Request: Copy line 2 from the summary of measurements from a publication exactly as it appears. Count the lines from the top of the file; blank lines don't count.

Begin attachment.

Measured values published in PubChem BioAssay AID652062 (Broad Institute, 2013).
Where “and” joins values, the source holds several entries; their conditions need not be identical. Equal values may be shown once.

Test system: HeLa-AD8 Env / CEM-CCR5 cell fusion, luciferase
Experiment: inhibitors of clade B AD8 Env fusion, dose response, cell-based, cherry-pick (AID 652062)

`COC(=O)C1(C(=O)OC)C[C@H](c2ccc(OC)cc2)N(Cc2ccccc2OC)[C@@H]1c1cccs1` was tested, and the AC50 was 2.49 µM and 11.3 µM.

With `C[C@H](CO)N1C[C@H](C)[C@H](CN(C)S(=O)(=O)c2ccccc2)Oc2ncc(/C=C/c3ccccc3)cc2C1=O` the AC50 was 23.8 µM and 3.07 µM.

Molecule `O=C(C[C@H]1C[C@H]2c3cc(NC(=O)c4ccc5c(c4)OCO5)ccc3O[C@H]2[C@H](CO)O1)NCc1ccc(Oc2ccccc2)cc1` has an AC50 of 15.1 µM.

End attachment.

Where “and” joins values, the source holds several entries; their conditions need not be identical. Equal values may be shown once.